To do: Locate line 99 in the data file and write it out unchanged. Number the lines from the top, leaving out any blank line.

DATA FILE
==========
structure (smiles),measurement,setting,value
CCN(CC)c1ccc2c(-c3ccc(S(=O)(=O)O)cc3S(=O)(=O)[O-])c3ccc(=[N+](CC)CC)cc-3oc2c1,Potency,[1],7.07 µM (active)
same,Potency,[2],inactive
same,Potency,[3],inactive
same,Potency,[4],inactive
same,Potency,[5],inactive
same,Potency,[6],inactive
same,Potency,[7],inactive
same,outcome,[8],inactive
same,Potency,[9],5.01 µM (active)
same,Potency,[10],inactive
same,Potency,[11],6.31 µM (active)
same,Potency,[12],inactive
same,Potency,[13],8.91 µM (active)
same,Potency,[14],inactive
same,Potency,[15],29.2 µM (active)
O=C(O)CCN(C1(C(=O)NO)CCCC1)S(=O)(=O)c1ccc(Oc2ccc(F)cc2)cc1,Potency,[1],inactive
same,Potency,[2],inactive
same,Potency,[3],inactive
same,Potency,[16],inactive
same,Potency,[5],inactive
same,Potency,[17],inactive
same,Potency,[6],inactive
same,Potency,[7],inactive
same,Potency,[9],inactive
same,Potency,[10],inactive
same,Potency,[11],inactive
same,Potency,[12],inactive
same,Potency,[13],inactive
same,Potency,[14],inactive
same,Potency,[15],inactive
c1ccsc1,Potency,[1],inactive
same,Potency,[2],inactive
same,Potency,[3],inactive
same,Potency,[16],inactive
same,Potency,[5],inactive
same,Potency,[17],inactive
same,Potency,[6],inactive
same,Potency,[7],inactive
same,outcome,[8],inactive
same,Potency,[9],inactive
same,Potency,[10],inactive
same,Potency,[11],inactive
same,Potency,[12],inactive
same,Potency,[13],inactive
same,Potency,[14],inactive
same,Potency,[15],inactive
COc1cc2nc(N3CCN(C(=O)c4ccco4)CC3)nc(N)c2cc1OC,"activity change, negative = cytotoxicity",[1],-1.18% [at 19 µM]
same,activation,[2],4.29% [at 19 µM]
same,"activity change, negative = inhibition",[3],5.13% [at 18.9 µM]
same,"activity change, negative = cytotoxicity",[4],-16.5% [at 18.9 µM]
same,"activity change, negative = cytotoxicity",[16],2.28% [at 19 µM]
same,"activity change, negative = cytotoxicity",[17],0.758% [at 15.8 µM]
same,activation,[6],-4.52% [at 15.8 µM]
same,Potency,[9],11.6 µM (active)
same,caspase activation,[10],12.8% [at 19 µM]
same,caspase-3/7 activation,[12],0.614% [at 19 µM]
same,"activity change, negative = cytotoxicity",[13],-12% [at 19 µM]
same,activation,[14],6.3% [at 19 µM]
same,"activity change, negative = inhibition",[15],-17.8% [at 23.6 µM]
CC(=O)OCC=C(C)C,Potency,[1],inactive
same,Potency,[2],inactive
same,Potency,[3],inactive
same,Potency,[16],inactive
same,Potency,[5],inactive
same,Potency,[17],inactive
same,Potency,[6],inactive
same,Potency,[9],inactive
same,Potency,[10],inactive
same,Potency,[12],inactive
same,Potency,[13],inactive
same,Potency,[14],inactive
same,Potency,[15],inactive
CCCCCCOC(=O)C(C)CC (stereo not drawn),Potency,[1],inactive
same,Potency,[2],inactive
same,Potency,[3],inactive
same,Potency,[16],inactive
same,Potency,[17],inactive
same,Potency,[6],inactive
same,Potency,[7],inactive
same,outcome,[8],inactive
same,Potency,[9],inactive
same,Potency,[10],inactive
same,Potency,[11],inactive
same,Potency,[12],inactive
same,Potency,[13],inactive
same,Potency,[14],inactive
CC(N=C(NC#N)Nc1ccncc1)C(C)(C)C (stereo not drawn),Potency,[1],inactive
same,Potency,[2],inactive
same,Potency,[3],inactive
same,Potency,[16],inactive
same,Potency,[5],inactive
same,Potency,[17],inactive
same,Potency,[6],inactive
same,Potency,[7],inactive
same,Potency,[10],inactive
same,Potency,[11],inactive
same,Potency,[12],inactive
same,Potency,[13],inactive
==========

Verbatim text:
same,Potency,[13],inactive